Clearly state your interests

" The topics I am very interested in and would want to collaborate on are:

1) Robot Navigation: I am interested to know how the robots navigate in outdoor environments where feature learning is not possible, Possible problems can include Exploration of outdoor unknown environments

2) Reinforcement learning for Robotic Applications: The Master's thesis you uploaded on Blackboard was quite interesting and this is an area that will surely encourage a research approach.

It would be great if we can meet and discuss it anytime during your office hours. "

Example: Writing a mail for Research work in another institute, lab etc.

Dear [Salutation]

I hope you are doing well and had a nice Christmas.

I am writing this email to let you know about my interest in working under you as a part of the ThinkSwiss Research application. As shown by my resume, I am very interested in current research in the field of Learning-based robotics.

I went through the current Projects listed on your portfolio and a lot of projects caught my attention. The [XYZ] group is doing fascinating work in the field of robotics. I am fascinated by the project [ABC]. [Some more descrption/suggestion etc] I have a fine Machine learning background and a high motivation in robotics. I have done relevant courses on Reinforcement Learning and Deep Learning.

I have attached a list of my research interests as well with this email.

I've studied and worked on projects that helped me understand the basics and apply them to the real world. My projects include topics from Video recognition where I have worked on 3D CNNs and SlowFast Networks, Reinforcement Learning, and Explainable AI which I have used during my internship at TU Darmstadt. Apart from this, I am also comfortable with ROS and have prepared many simulations. I also have hands-on experience with Franka Emika Panda robotic arm and Husky ground Robot. I have also worked on the Mars Rover Project at my institute team for the University Rover Challenge.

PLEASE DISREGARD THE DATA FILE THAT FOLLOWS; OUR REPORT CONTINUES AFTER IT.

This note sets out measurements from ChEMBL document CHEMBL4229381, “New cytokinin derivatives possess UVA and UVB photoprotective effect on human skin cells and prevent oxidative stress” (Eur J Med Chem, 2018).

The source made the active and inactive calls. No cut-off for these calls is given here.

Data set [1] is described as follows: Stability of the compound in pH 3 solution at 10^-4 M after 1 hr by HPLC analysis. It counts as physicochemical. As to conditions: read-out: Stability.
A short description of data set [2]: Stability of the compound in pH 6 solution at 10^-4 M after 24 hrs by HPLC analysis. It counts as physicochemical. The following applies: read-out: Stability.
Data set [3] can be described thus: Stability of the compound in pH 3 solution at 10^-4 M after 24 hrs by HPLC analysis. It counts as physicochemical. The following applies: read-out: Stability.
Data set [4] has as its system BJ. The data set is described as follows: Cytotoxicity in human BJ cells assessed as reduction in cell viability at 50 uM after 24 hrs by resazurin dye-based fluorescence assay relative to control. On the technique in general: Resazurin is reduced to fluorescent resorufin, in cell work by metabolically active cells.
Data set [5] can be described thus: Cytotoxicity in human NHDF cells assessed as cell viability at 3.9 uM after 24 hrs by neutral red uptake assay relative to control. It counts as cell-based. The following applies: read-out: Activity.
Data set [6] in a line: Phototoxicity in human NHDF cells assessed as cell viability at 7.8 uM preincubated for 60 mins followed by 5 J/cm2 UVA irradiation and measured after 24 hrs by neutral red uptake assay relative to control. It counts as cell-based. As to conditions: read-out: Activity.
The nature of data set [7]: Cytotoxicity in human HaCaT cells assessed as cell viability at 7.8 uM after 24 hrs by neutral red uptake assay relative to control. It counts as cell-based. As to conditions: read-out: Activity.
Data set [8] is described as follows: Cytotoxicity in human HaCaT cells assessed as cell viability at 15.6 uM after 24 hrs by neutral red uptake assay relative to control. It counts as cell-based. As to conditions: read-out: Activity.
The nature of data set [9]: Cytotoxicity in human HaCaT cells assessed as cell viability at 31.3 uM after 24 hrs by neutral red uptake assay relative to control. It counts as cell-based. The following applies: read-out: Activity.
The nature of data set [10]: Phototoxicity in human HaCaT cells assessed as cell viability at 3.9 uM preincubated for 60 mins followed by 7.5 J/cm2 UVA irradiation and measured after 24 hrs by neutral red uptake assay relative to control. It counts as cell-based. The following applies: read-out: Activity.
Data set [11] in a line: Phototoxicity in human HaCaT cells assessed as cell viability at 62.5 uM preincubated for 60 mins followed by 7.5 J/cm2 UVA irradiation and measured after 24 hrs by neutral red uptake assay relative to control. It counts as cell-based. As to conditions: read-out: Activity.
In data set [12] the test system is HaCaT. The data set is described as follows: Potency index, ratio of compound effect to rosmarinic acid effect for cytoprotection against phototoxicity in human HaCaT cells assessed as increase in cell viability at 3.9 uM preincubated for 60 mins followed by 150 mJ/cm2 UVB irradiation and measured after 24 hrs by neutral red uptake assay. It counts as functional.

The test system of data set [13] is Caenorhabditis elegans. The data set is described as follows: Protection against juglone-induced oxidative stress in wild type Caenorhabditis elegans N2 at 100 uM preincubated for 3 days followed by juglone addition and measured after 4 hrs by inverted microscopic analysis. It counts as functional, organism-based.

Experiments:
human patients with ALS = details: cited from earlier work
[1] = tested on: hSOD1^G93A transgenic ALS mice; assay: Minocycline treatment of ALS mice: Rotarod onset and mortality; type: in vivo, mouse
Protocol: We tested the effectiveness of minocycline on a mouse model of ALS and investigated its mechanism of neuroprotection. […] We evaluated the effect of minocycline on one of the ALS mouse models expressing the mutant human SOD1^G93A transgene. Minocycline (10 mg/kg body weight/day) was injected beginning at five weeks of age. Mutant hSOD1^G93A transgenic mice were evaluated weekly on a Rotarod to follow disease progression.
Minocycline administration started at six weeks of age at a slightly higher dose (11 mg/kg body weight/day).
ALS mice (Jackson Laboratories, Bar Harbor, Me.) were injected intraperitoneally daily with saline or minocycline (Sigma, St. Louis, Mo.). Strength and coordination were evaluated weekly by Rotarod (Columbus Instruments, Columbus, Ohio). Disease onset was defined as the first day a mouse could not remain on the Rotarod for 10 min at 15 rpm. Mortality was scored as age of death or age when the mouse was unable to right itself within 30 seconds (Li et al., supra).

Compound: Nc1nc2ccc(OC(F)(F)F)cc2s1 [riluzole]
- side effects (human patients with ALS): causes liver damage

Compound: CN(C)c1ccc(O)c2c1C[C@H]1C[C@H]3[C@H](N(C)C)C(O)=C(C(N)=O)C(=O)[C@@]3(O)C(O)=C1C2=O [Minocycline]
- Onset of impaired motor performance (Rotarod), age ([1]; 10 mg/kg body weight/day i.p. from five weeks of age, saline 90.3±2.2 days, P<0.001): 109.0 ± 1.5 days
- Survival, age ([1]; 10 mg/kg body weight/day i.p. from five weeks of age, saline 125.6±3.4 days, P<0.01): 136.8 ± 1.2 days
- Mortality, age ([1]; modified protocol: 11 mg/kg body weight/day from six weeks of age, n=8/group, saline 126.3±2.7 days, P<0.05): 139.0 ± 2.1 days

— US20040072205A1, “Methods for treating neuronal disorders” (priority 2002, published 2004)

I am highly motivated, adaptable, and eager to tackle new challenges. Your approval will further allow me to apply for funding through ThinkSwiss Foundation.

I have attached my resume for your reference.

Thank you for your kind consideration.

Best Regards [Your Name] [Credentials]


Attach your resume/ CV (of course) and a list of your research interests with the mail

Indicate the list of open ended questions you want to answer. Write a brief description of the approaches that you think might solve it.

Create a Portfolio website and highlight it in the mail.

A picture says a thousand words and A website is worth thousand pictures. This is your best place to showcase and sell who you really are.

In my opinion, a website can be a gamechanger in your applications.

Some professors appreciate if you attach you gradesheet with the mail. This is optional.

Written by Anurag Maurya, B20183